Great’ glorying—A climax; as is also comfort and exceeding joyful. Paul was lovingly bold in speaking to them, and boastful in speaking of them. He spake to them in fearless love; he spake to them in (if we may so say) holy pride.
Tribulation—In every crisis of danger and damage, joy over his Corinthian Church was a cheer and an exultation.
b. His affection instanced by his anxiety until he heard from them, and joy at hearing of their loyalty, 2 Corinthians 7:5-16.
St. Paul instances his love for his Corinthians by calling to mind (as in 2 Corinthians 2:12-14, and 2 Corinthians 1:8-10) his intense suspense until he heard from them, and their heart towards him, by Titus.
5.Into Macedonia—His next stage and stopping place after passing through Troas, (2 Corinthians 2:12,) whence he is writing this epistle.
Our flesh—Our bodily and nervous system; in distinction from spirit, 2 Corinthians 2:13.
Fightings—Of the assailing Jews and heathens.
Fears—Anxieties for news from you.
6.Those that are cast down—In a word the lowly, whether in spirit, position, or magnitude. And beautiful is the characteristic ascribed here by our apostle’s faith to God; the God that consoles the lowly. Men are apt to fancy that God is too great to mind small things. But inability to care for the very smallest as well as the greatest would not be greatness, but a defect of greatness. God is truly so great, so truly omnipresent, omniscient, and omnipotent, that he can take as perfect a care of the smallest thing in immensity or in eternity as if that thing were the only thing in all the universe that he had to take care of. Our humblest prayer, our lightest thought, our most secret sin, are as perfectly known to him as if there were nothing else to know. And so our apostle believes with undoubting faith that God is the consoler of his humble sorrows.
The coming—The very presence of Titus was refreshing to his spirit, apart from the message he brought.
7.The consolation wherewith he was comforted—Titus received consolation from the Corinthians; and that same consolation was transferred to St. Paul’s heart. So that Paul was consoled with the same consolation that Titus was by them.
Desire—Their longing for Paul’s presence in Corinth.
Mourning—For the sin which Paul rebuked in them in his first epistle.
Fervent mind—Your zeal in my behalf; that is, your readiness to maintain my cause and sustain my gospel.
The more—For his message in addition to his personal presence.
Now—After all that has past and I see the whole at a glance.
9.To repentance—Over their sorrow alone he could not rejoice: but over a sorrow merging into repentance he could rejoice.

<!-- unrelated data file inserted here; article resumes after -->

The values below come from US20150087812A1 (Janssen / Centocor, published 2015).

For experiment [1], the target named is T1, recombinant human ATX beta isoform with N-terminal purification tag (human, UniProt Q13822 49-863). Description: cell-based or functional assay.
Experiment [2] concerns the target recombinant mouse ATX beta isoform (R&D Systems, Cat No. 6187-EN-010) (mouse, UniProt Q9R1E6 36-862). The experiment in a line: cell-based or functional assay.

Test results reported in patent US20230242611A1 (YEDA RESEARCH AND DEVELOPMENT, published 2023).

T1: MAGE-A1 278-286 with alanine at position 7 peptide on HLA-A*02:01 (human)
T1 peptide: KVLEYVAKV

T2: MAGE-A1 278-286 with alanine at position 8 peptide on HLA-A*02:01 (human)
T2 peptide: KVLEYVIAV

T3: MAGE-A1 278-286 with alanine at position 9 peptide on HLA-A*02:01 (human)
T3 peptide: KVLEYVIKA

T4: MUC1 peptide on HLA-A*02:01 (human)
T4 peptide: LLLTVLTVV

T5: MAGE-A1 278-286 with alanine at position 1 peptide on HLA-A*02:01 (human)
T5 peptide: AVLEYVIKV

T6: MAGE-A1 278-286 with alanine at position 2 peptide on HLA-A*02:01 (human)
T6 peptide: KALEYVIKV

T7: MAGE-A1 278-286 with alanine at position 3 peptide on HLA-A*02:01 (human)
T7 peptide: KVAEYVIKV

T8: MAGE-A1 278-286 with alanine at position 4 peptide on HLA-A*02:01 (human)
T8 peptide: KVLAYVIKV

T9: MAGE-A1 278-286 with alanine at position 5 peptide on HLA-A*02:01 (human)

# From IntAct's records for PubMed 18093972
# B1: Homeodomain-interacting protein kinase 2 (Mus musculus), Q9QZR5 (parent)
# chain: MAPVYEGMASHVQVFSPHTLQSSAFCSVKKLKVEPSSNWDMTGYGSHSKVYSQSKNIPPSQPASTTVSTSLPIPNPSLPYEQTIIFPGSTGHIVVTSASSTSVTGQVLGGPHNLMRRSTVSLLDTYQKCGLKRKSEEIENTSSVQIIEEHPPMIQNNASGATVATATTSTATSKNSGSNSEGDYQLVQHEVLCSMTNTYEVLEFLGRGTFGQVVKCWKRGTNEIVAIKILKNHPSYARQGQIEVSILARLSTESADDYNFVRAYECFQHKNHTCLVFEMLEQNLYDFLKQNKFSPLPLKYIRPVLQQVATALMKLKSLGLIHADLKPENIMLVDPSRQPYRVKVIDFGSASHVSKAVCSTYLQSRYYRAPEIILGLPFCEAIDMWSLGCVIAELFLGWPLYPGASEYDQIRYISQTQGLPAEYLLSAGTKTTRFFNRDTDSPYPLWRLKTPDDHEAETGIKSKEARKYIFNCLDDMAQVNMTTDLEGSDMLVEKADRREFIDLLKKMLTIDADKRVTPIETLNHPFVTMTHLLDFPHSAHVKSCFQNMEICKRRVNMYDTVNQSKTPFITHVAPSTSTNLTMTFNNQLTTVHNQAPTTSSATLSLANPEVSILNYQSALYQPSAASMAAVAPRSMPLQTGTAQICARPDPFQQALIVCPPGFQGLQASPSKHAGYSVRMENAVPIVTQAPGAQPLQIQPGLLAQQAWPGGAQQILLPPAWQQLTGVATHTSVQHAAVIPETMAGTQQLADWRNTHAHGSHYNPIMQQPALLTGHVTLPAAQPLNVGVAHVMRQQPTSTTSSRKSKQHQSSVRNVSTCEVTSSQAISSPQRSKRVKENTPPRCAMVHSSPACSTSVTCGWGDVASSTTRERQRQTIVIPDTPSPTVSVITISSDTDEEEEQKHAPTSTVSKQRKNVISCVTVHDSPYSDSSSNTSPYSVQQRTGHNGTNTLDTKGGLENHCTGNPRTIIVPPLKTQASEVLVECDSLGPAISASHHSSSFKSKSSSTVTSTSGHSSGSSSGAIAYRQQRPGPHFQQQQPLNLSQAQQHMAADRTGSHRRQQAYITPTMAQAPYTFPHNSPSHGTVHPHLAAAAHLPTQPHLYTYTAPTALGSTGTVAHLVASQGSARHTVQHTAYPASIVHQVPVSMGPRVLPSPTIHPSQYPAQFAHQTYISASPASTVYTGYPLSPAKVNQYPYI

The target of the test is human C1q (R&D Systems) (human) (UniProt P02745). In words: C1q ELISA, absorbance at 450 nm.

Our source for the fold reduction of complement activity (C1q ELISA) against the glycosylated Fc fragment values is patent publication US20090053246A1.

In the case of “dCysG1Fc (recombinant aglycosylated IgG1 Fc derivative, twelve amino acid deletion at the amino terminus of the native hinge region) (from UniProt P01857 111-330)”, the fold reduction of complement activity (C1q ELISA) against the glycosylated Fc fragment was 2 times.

Sorry after a godly manner—Literally, sorry according to God. A sorrow that has reference to God in contradistinction from a sorrow that regards the world.
10.Godly sorrow—Sorrow in view of God, his law and judgment.
Not to be repented of—An unrepentable repentance.
Death—Not only a visible death, by a wasting of the body, but an eternal death, from the impenitent, worldly, godless sorrow. Sad destiny, when temporal sorrow does but work an eternal sorrow!
Carefulness—Where there heretofore had been carelessness, viz., in not expelling the adulterous offender.
Clearing—From his guilt; either by showing to Titus that you had no responsibility for it, or by promptly proceeding to expel it.
Indignation— At the sin.
Fear—Of the divine penalty from the apostle’s interdict.
Desire—Longing for Paul’s presence.
Zeal—Earnest purpose to punish the transgressor.
Revenge—Used here in a good sense for justice against the guilty.
Clear—Free from blame in the final result.
12.His cause that had done the wrong—The incestuous transgressor.
That suffered—The father. Here St. Paul assures them that it was not to right the parties that he wrote, but to right the Church. There were countless adulterers in Corinth, but Paul did not interfere with them, as they belonged not to the Church, and so did not corrupt it.
Our care— Literally, that your zeal for us might be manifested among you before God. His object was to inspire among them a genuine Pauline zeal before God.
13.Your comfort’ joy of Titus—Paul sympathized with both Corinth and Titus. Their comfort was his comfort; Titus’s joy was his joy.
14.Boasted’ ashamed—Paul takes care to offer Titus to their high respect. Titus had justified his highest boasts.
16.Confidence—In this word is the final seal of settlement of all misgivings between St. Paul and his Corinthians. The agonies of suspense and distrust are all over, and their hearts are one. He will meet them again as their assured apostle. And he will now exhibit his confidence in their fidelity by moving them to open their pockets, and give a generous lead in furnishing funds for the poor saints at Jerusalem.
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Whedon, Daniel. "Commentary on 2 Corinthians 7". "Whedon's Commentary on the Bible". https://www.studylight.org/
the Third Week after Epiphany